Christians against Christian Nationalism Falters, a Tired Trope

More than a month ago the Baptist Joint Committee, a left-leaning group that tends to object to religion in the public square, trumpeted a new movement of “Christians against Christian nationalism,” complete with a “petition” of sorts and a website. The site explains Christian nationalism as something that

demands Christianity be privileged by the State and implies that to be a good American, one must be Christian.

Those views are advocated in the mainstream by almost… no one. In their FAQ, they have the obvious question “Can you give some examples of christian nationalism?” to which they provide none — except to say

Christian nationalism in the hands of extremists can lead to acts of violence, such as the shootings at Mother Emanuel AME Church in Charleston, South Carolina, and Chabad of Poway synagogue near San Diego, California…

The inclusion of those incidents with the prior description is illogical (as well as contrary to public accounts of both incidents). In any case, any person would oppose shootings at churches and synagogues, “Christian nationalism” notwithstanding.

The statement, then, comes across like an appeal to oppose punching strangers in the face. In theory, everybody should sign it — or nobody should, because it is meaningless.

To date, it seems many agree with the latter. Initially announced with more than 10,000 signatures, the current petition has just over…10,000 signatures. It appears to have gone nowhere.

The endorsers of the petition likely undermined their own cause by including church/synagogue shootings in their examples. For example, the Baptist Joint Committee (which organized the petition) is on record supporting the government requiring Christians in business to take actions contrary to their faith. BJC considers appeals to religious exemption to be promoting Christianity as “privileged,” allowing Christians the right to discriminate when no one else can.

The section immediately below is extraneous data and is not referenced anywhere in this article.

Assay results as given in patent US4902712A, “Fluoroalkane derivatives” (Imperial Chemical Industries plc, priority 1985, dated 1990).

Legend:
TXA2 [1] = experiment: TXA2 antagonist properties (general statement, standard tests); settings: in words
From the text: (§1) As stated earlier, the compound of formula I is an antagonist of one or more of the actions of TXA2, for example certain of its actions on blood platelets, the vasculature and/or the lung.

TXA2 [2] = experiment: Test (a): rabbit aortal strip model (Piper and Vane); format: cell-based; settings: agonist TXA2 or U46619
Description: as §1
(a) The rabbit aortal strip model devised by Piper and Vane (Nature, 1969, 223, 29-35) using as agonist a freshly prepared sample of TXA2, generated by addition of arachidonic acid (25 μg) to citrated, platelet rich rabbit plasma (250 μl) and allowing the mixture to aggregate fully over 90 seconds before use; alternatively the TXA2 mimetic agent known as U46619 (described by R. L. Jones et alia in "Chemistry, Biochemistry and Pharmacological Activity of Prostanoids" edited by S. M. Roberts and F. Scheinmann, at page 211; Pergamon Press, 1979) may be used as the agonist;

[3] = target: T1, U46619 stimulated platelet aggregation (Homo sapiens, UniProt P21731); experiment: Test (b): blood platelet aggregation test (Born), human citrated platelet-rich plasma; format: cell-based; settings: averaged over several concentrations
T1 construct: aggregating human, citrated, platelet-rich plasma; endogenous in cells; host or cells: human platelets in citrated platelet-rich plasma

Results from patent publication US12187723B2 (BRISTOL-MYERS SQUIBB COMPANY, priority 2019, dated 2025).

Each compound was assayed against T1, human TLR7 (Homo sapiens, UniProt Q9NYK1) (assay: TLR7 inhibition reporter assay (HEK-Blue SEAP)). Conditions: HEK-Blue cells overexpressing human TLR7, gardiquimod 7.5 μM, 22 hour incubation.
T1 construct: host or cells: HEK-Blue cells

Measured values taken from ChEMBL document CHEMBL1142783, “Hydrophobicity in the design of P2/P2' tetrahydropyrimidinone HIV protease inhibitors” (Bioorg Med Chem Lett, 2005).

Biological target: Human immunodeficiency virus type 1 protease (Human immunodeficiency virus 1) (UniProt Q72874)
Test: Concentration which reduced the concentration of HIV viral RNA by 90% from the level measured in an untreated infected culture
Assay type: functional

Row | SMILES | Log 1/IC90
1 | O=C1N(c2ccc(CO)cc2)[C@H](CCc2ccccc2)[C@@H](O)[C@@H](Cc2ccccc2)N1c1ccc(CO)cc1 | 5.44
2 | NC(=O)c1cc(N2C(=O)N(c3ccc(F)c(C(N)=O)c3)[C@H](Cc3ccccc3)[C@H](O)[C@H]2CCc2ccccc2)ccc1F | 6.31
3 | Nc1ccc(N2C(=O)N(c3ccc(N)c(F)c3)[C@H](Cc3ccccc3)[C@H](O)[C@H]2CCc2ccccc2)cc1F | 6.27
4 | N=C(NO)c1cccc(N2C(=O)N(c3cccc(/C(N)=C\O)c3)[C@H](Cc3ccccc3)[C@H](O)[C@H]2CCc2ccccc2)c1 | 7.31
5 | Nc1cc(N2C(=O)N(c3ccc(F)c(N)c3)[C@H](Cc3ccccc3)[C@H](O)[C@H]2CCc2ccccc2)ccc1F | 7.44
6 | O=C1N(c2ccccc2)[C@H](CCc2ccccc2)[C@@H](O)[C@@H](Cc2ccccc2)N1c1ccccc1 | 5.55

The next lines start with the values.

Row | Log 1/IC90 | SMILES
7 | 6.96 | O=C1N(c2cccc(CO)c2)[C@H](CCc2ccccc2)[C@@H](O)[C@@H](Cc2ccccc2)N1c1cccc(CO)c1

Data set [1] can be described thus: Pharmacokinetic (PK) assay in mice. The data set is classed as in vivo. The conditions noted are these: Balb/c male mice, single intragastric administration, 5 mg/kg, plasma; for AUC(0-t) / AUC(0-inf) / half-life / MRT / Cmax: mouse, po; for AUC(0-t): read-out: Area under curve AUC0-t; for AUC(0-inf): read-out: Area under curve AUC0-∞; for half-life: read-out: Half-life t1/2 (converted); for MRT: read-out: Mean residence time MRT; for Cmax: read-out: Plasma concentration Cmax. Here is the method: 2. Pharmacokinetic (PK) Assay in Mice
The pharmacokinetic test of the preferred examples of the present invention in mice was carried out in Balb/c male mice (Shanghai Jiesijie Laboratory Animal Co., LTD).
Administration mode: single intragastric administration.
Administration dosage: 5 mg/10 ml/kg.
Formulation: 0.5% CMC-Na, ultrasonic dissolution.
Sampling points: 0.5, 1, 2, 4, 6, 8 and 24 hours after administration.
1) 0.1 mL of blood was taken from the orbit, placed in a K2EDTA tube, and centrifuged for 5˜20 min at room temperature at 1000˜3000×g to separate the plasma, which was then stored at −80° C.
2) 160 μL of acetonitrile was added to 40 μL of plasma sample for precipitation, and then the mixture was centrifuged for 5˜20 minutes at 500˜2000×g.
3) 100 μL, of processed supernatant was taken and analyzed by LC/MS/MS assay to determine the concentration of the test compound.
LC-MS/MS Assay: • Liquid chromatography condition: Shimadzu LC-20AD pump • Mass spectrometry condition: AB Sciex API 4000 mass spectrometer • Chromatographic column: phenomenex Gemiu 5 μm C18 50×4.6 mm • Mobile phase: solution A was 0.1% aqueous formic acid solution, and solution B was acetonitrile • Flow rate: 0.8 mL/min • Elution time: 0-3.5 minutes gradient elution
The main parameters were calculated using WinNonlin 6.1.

But the BJC can’t seriously put Masterpiece Cakeshop and the Charleston Church shooting in the same category… can they?

In recent years, there are two tools organizations have used to effectively achieve social change in America: They use the sacrifice of military service, and they use examples of mass violence.

In the past couple of years, religious liberty — for all — has seen some significant gains. But because that came with protections for Christians as well as minority religions, it seems to have motivated some to resist.

If they have to paint people like Masterpiece Cakeshop with the same brush as mass murderers to achieve their ends, it seems they’re happy to do so.

This is the same basic tactic Michael “Mikey” Weinstein uses, claiming there would be “blood in the streets” if religious liberty was exercised. He has been shown to be wrong time and again, but he continues to warn of maiming, death, and destruction in the wake of religious freedom — because only a threat of such magnitude could ultimately result in the restriction of human liberties protected in the US Constitution.

It’s pathetic, but ultimately predictable. And given society today, if left unchecked, it might just work.

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